Tales of depravity; plague and rain
1773 – Wilful Matricide
In May 1773, Joseph Owen the younger of Canon Pyon was charged with the wilful murder of his mother Anne at the house of his father Joseph Owen the elder, and was committed to the county gaol.
It was said that Joseph had been unhappy on and off for some years, and was frequently not right in the head; during one of his “insane paroxysms” he emasculated himself.
1857 – Stolen Turnips
Fanny Rowley and Ann Preece of Canon Pyon were charged with having stolen some turnips from a field belonging to Matthew Dent of Canon Pyon.
The case was proved and the two women were sentenced to ten days hard labour.
1860 – The Wreck of the Blervie Castle
A bad storm in the Channel wrecked the Blervie Castle, and amongst the passengers suffering their terrible fate were Mr. and Mrs. Denham of Canon Pyon.
1863 – Festivities Celebration the Royal Marriage of Prince Albert to Princess Alexander
Canon Pyon celebrated the event of the Royal marriage on a liberal and true old English way.
The farmers provided more than 600lbs of beef which was purchased by Mr. H. Griffiths and distributed at a rate of one pound of beef to each of the poor in the parish.
On the Tuesday, the anvils of the blacksmith vied with the church bells, whilst employers gave their workmen a splendid dinner and plenty of cider.
The vicar, the Rev. C. Davies invited the farmers to dine with him at the Vicarage and they had an “elegant repast” washing down with lots of sherry. The Vicar also gave tea to the ringers and nearly 70 children, and followed this with a display of fireworks including squibs, crackers, wheels, rockets and balloons in the field next to the vicarage.
The rifle corps used up all their ammunition firing volleys; and this noisy and food and drink filled day was hugely enjoyed by all.
1864 – Shocking Youthful Depravity
William Reynolds, alias Powell, a 12 year old boy of Canon Pyon was charged with unlawfully and indecently assaulting Susannah Reynolds, also of Canon Pyon. (His sister maybe). She was just six years old.
He was fined 6d.
Clearly in those days, it was not considered to be too serious a crime.
Three years later, this same boy was described as a “Youthful Delinquent” when he was charged with riotous and drunken behaviour at Canon Frome feast one Sunday.
William Reynolds was said by P.C. Perks to be the only drunken and noisy person there, but rather surprisingly the boy’s grandmother claimed that he was a very good boy, just a bit “hot in his temper”. She must have been a saint to put up with him!
Superintendent Dallow said that this youth had already been flogged at the request of his relatives for indecent assault (see above), but the grandmother still insisted that he was a good boy and pleaded with them for leniency saying that he was fatherless and she was in charge of him.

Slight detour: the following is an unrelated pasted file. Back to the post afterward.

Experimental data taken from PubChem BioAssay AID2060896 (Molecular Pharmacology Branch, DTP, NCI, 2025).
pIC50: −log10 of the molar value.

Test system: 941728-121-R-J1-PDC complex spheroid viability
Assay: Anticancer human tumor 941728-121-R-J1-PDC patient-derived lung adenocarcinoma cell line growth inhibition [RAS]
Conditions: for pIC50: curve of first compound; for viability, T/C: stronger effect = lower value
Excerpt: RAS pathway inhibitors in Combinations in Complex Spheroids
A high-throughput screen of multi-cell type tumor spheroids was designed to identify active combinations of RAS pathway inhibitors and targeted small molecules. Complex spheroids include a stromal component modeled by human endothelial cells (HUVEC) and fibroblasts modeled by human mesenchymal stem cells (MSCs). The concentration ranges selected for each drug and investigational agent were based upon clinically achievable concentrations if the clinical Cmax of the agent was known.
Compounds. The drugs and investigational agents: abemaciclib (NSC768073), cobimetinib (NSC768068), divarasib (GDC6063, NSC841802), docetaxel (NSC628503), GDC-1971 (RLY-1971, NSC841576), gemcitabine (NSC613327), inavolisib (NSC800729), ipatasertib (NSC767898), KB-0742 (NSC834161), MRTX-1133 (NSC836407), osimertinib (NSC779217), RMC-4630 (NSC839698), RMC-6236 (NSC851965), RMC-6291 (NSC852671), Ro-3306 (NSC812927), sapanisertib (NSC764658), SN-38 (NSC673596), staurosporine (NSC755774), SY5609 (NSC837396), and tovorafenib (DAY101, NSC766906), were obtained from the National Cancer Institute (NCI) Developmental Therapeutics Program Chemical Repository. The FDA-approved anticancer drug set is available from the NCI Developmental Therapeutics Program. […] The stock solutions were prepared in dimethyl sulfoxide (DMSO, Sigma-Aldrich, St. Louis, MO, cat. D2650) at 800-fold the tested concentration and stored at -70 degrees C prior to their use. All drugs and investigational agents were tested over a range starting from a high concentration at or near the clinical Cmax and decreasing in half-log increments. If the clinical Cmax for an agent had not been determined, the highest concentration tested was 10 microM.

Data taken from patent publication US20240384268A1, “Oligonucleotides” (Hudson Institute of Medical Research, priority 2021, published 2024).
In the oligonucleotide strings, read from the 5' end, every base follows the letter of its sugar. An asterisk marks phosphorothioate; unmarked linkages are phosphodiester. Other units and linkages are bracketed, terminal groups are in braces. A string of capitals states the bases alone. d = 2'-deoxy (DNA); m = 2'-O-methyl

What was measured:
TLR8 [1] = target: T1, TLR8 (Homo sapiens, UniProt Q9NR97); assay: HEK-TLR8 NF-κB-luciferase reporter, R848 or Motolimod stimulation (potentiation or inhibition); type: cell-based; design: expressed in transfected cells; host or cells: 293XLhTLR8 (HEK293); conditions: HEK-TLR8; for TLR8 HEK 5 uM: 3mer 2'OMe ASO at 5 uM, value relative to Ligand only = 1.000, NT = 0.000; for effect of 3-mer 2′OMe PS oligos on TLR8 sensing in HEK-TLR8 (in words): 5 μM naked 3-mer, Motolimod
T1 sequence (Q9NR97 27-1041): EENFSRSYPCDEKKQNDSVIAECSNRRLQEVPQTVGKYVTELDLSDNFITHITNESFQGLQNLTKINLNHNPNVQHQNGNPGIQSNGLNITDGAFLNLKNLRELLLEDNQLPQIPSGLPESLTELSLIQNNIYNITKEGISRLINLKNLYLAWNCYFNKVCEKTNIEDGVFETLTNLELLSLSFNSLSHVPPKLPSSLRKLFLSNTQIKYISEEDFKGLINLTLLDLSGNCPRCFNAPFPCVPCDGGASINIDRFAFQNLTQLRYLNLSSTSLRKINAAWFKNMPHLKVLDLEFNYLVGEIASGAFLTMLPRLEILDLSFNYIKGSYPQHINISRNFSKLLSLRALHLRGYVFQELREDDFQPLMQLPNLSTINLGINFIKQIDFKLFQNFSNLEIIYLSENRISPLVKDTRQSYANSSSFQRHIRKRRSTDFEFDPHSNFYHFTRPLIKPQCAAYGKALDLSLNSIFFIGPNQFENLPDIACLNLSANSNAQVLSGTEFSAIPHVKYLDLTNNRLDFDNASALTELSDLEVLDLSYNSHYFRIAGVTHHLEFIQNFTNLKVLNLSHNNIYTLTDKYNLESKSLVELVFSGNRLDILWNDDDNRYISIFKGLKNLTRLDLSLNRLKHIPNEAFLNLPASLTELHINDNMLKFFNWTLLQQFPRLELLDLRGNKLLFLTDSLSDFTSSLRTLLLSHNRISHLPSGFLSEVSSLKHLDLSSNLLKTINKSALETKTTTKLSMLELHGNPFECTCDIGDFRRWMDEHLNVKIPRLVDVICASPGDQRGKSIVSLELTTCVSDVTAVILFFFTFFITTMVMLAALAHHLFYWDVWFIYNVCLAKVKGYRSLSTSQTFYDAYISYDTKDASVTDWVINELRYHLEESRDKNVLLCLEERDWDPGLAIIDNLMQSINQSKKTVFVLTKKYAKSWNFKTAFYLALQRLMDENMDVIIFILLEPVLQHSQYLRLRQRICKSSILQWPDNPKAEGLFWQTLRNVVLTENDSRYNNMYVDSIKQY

Reynolds was fined 10s plus 10s costs, which his master, Mr. Plevy, paid for him.
1866 – Cattle Plague in Canon Pyon
The terrible plague raged throughout the year, with increasing virulence.
Mr. Gardiner of Lawtons Hope had 31 head of cattle destroyed, and Messrs Yeomans also gave instruction for the whole of their stock at Kinford Farm killed, apart from four animals apparently recovering from the disease.
One night, “some evil disposed person of the same parish” opened the gates of Mr. Henry Griffiths farm at Fullbridge, and 22 cows which had been disease-free wandered off to another farm where the disease was rampant.
Mr. Griffiths offered a reward of £50, a small fortune, for any information leading to the arrest of the person responsible.
1867 – Drunken Youth at Canon Pyon Feast
William Reynolds, a boy of just 14 was charged with being riotous and drunk at a Sunday Canon Pyon Feast.
The policeman on duty, P.C. Perks, said that he saw William very drunk in the road late at night – The Chairman in the Court asked if many feasts took place on Sundays, and was told that yes a number were held but not much went on as no stalls were allowed. The Chairman felt that all Sunday feasts should be discontinued.
1887 – Child Dies from Burns at Canon Pyon
Four year old Emily Davies of Canon Pyon had been left in the charge of her fifteen year old sister whilst her mother went out to work.
The little girl managed to find some matches, and striking one set her dress ablaze, burning herself so badly that she died that same evening.
1891 – Countrywide Rain causes crop Failure
Torrential and persistent rain at harvest time caused dismay around the country.
In Canon Pyon – “wheat is growing very fast in the ear and harvest is making no progress for it has rained every day for the past fortnight. The barley and oats are almost completely spoiled”
Then the other side of the coin:
1894 – Countrywide Hot Spell causes crop Failure
All over the country, farmers were crying out for rain for their fields, and in Canon Pyon “all kinds of grain were doing very badly for want of rain”